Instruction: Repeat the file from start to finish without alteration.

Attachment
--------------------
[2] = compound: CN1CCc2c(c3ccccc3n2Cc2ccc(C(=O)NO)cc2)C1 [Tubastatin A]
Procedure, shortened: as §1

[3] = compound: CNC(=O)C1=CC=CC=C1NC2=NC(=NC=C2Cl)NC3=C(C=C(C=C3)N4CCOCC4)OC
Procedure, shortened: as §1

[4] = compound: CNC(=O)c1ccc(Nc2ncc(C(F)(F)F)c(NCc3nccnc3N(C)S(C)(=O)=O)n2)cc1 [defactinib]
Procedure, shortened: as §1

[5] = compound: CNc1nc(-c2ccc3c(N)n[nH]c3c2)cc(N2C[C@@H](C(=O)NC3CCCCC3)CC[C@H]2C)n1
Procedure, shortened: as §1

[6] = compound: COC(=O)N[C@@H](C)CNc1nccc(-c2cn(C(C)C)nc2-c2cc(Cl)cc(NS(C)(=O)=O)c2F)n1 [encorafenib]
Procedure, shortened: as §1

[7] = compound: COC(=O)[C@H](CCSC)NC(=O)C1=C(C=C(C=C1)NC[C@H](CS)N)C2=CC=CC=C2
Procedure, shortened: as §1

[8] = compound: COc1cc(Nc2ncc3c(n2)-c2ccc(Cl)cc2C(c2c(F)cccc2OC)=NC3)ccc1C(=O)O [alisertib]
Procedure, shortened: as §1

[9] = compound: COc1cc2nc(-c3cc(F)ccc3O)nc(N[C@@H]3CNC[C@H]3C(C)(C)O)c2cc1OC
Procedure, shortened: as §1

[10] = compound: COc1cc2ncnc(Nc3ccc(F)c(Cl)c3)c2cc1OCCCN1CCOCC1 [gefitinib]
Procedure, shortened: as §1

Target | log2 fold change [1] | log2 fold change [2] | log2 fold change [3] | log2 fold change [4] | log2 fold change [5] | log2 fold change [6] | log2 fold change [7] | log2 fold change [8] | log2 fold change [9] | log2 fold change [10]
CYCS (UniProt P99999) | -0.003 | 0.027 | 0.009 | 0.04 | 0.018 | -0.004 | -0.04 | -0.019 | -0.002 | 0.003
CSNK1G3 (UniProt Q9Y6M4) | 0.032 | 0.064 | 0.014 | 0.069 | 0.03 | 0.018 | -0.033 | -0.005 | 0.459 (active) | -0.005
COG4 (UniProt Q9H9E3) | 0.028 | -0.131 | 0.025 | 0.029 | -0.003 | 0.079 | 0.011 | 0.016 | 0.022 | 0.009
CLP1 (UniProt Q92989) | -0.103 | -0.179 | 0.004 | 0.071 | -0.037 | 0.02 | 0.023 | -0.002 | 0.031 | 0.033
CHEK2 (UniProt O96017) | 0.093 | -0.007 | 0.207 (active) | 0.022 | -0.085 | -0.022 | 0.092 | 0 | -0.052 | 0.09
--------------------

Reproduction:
[2] = compound: CN1CCc2c(c3ccccc3n2Cc2ccc(C(=O)NO)cc2)C1 [Tubastatin A]
Procedure, shortened: as §1

[3] = compound: CNC(=O)C1=CC=CC=C1NC2=NC(=NC=C2Cl)NC3=C(C=C(C=C3)N4CCOCC4)OC
Procedure, shortened: as §1

[4] = compound: CNC(=O)c1ccc(Nc2ncc(C(F)(F)F)c(NCc3nccnc3N(C)S(C)(=O)=O)n2)cc1 [defactinib]
Procedure, shortened: as §1

[5] = compound: CNc1nc(-c2ccc3c(N)n[nH]c3c2)cc(N2C[C@@H](C(=O)NC3CCCCC3)CC[C@H]2C)n1
Procedure, shortened: as §1

[6] = compound: COC(=O)N[C@@H](C)CNc1nccc(-c2cn(C(C)C)nc2-c2cc(Cl)cc(NS(C)(=O)=O)c2F)n1 [encorafenib]
Procedure, shortened: as §1

[7] = compound: COC(=O)[C@H](CCSC)NC(=O)C1=C(C=C(C=C1)NC[C@H](CS)N)C2=CC=CC=C2
Procedure, shortened: as §1

[8] = compound: COc1cc(Nc2ncc3c(n2)-c2ccc(Cl)cc2C(c2c(F)cccc2OC)=NC3)ccc1C(=O)O [alisertib]
Procedure, shortened: as §1

[9] = compound: COc1cc2nc(-c3cc(F)ccc3O)nc(N[C@@H]3CNC[C@H]3C(C)(C)O)c2cc1OC
Procedure, shortened: as §1

[10] = compound: COc1cc2ncnc(Nc3ccc(F)c(Cl)c3)c2cc1OCCCN1CCOCC1 [gefitinib]
Procedure, shortened: as §1

Target | log2 fold change [1] | log2 fold change [2] | log2 fold change [3] | log2 fold change [4] | log2 fold change [5] | log2 fold change [6] | log2 fold change [7] | log2 fold change [8] | log2 fold change [9] | log2 fold change [10]
CYCS (UniProt P99999) | -0.003 | 0.027 | 0.009 | 0.04 | 0.018 | -0.004 | -0.04 | -0.019 | -0.002 | 0.003
CSNK1G3 (UniProt Q9Y6M4) | 0.032 | 0.064 | 0.014 | 0.069 | 0.03 | 0.018 | -0.033 | -0.005 | 0.459 (active) | -0.005
COG4 (UniProt Q9H9E3) | 0.028 | -0.131 | 0.025 | 0.029 | -0.003 | 0.079 | 0.011 | 0.016 | 0.022 | 0.009
CLP1 (UniProt Q92989) | -0.103 | -0.179 | 0.004 | 0.071 | -0.037 | 0.02 | 0.023 | -0.002 | 0.031 | 0.033
CHEK2 (UniProt O96017) | 0.093 | -0.007 | 0.207 (active) | 0.022 | -0.085 | -0.022 | 0.092 | 0 | -0.052 | 0.09